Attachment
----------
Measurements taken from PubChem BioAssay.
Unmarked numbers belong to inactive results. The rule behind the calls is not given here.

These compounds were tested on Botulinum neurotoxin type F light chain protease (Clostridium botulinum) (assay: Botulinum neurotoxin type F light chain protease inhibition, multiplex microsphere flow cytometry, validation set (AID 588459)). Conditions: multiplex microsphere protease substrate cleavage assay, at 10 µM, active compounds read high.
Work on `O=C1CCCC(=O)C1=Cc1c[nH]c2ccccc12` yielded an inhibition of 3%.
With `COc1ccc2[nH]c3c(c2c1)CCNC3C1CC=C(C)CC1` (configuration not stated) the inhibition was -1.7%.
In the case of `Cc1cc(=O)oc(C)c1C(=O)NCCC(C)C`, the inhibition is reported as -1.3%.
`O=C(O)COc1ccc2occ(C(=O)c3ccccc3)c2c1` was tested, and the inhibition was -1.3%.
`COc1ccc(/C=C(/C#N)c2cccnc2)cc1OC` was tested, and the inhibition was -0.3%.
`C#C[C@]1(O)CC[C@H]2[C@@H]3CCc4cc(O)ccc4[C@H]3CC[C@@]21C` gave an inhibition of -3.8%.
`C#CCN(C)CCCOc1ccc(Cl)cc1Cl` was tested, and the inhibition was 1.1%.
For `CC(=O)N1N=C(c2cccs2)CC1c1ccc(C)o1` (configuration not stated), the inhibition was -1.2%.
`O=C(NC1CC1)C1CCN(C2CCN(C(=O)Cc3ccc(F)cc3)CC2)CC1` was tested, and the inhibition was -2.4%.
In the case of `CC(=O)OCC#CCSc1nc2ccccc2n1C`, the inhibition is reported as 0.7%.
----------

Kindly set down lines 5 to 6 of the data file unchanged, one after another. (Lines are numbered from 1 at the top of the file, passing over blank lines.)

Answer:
With `COc1ccc2[nH]c3c(c2c1)CCNC3C1CC=C(C)CC1` (configuration not stated) the inhibition was -1.7%.
In the case of `Cc1cc(=O)oc(C)c1C(=O)NCCC(C)C`, the inhibition is reported as -1.3%.